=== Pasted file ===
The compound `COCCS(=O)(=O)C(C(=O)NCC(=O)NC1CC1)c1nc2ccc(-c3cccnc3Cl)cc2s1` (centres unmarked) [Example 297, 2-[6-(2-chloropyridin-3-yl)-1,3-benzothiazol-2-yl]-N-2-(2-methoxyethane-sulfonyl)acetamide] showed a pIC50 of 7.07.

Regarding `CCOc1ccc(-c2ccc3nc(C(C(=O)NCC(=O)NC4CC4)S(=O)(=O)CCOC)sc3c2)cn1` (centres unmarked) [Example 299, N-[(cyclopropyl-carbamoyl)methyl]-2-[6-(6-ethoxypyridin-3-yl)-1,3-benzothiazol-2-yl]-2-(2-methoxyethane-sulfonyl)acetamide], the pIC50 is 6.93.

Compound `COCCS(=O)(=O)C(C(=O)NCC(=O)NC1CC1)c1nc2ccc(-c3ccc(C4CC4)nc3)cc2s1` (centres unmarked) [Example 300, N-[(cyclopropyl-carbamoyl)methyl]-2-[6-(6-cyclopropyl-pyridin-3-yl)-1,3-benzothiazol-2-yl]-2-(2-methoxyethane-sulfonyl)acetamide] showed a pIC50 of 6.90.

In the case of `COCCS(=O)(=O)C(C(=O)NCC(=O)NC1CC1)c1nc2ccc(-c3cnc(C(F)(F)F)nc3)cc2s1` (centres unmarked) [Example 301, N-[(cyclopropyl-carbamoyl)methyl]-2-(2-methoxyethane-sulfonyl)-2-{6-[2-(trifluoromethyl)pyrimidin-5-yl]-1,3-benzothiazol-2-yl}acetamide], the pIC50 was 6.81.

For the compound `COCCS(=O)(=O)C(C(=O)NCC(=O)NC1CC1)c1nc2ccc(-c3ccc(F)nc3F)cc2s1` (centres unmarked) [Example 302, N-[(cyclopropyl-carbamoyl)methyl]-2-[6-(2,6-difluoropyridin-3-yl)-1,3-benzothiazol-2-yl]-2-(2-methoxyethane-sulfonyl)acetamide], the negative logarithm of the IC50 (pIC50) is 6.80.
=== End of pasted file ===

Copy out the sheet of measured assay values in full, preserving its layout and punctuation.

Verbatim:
The compound `COCCS(=O)(=O)C(C(=O)NCC(=O)NC1CC1)c1nc2ccc(-c3cccnc3Cl)cc2s1` (centres unmarked) [Example 297, 2-[6-(2-chloropyridin-3-yl)-1,3-benzothiazol-2-yl]-N-2-(2-methoxyethane-sulfonyl)acetamide] showed a pIC50 of 7.07.

Regarding `CCOc1ccc(-c2ccc3nc(C(C(=O)NCC(=O)NC4CC4)S(=O)(=O)CCOC)sc3c2)cn1` (centres unmarked) [Example 299, N-[(cyclopropyl-carbamoyl)methyl]-2-[6-(6-ethoxypyridin-3-yl)-1,3-benzothiazol-2-yl]-2-(2-methoxyethane-sulfonyl)acetamide], the pIC50 is 6.93.

Compound `COCCS(=O)(=O)C(C(=O)NCC(=O)NC1CC1)c1nc2ccc(-c3ccc(C4CC4)nc3)cc2s1` (centres unmarked) [Example 300, N-[(cyclopropyl-carbamoyl)methyl]-2-[6-(6-cyclopropyl-pyridin-3-yl)-1,3-benzothiazol-2-yl]-2-(2-methoxyethane-sulfonyl)acetamide] showed a pIC50 of 6.90.

In the case of `COCCS(=O)(=O)C(C(=O)NCC(=O)NC1CC1)c1nc2ccc(-c3cnc(C(F)(F)F)nc3)cc2s1` (centres unmarked) [Example 301, N-[(cyclopropyl-carbamoyl)methyl]-2-(2-methoxyethane-sulfonyl)-2-{6-[2-(trifluoromethyl)pyrimidin-5-yl]-1,3-benzothiazol-2-yl}acetamide], the pIC50 was 6.81.

For the compound `COCCS(=O)(=O)C(C(=O)NCC(=O)NC1CC1)c1nc2ccc(-c3ccc(F)nc3F)cc2s1` (centres unmarked) [Example 302, N-[(cyclopropyl-carbamoyl)methyl]-2-[6-(2,6-difluoropyridin-3-yl)-1,3-benzothiazol-2-yl]-2-(2-methoxyethane-sulfonyl)acetamide], the negative logarithm of the IC50 (pIC50) is 6.80.